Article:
Having landed safely but unfortunately 8 km from the mountain, they wasted no time and skied to the bottom of the face the next day and started climbing the following morning. With good weather on their side, they made good progress the first day climbing mainly ice up to Scottish grade VI and one hard mixed pitch, grade VII.
A reasonable night's sleep was had inside their hanging bivi tent, despite only having a bum seat ledge cut from an ice slope. The second day saw them break out from the steep, rocky lower half of the face and onto ice fields. A second bad bivouac was spent below the final rock band, knowing that only bad weather could stop them.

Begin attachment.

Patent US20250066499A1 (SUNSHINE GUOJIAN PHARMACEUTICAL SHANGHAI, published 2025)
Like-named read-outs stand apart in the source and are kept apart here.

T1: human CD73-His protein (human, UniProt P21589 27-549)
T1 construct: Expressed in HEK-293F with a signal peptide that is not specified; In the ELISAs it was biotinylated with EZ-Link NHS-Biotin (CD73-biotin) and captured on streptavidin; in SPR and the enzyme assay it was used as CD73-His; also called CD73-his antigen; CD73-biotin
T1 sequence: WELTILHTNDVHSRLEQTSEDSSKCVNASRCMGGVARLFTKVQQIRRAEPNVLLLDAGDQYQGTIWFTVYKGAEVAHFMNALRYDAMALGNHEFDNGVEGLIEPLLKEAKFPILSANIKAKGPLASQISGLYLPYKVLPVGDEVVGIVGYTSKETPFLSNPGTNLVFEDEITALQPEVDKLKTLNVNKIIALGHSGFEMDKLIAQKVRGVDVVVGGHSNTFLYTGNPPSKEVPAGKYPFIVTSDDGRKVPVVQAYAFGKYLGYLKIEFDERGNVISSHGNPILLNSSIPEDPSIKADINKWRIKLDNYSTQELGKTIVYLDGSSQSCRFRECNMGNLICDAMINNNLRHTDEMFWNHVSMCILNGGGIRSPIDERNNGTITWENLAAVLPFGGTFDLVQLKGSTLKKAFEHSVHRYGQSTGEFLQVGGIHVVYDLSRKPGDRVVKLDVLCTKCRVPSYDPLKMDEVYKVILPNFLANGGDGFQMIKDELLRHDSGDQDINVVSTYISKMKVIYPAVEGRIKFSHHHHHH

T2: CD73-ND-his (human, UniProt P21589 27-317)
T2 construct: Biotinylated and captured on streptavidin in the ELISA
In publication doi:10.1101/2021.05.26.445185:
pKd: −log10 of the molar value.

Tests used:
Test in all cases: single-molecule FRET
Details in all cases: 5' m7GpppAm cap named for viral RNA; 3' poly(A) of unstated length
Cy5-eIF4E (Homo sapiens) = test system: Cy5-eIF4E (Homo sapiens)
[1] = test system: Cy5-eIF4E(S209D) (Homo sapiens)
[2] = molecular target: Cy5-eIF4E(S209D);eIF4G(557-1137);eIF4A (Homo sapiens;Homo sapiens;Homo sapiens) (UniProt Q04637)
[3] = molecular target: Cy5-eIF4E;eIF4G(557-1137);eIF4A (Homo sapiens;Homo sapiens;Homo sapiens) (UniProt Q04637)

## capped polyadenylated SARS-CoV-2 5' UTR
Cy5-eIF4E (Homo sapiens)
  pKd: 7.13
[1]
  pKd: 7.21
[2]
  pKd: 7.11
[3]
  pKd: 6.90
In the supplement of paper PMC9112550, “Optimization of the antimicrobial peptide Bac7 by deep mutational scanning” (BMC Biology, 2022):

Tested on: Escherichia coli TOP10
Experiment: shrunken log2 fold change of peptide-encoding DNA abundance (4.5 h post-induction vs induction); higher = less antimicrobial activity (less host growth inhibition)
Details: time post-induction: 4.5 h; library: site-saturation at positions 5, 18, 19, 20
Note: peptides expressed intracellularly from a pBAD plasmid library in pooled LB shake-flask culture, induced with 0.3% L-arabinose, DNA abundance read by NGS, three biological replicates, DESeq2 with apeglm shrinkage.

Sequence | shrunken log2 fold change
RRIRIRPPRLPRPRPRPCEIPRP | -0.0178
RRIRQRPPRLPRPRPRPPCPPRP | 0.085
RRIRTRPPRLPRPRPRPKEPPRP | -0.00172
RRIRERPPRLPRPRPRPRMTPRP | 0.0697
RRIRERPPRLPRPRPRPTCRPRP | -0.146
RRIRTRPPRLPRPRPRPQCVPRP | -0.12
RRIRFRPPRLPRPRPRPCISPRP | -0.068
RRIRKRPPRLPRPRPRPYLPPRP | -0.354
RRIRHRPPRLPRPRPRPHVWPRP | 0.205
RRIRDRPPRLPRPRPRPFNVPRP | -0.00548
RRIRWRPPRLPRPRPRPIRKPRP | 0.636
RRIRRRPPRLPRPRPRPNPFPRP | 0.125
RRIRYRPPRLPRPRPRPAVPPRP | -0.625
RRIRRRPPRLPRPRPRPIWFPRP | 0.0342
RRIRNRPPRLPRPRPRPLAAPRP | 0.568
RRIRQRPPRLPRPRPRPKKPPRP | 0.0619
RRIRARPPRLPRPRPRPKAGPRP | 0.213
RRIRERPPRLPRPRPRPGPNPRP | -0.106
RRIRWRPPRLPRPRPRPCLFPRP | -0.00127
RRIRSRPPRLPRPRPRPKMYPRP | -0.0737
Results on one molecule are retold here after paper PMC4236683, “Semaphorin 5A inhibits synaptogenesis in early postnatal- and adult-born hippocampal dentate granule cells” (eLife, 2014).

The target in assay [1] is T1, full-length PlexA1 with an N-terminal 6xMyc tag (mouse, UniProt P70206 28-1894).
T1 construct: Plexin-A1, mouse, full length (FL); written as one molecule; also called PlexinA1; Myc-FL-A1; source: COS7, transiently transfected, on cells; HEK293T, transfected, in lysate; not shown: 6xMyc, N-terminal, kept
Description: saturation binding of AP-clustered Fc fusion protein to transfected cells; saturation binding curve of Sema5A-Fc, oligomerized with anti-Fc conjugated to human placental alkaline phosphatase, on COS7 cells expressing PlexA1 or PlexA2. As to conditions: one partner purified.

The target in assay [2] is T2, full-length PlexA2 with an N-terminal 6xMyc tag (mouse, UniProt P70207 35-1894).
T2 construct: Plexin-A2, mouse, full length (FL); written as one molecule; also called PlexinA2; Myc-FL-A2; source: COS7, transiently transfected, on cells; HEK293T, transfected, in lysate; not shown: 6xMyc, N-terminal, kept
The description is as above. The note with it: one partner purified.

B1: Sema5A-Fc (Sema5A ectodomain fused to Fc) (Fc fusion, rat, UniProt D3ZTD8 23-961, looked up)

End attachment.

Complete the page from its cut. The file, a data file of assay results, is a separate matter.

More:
A stunning cloud inversion greeted them in the morning and after five mixed pitches up to grade VI, they had completed the final technical difficulties. A long slog onwards, slowed by high winds blasting their faces with ice particles, eventually saw them on the summit by late afternoon on the third day.
After a long walk off the back onto the Cathedral Glacier, they were happy to be picked up two days later looking like a pair of greyhounds and with minimal rations left.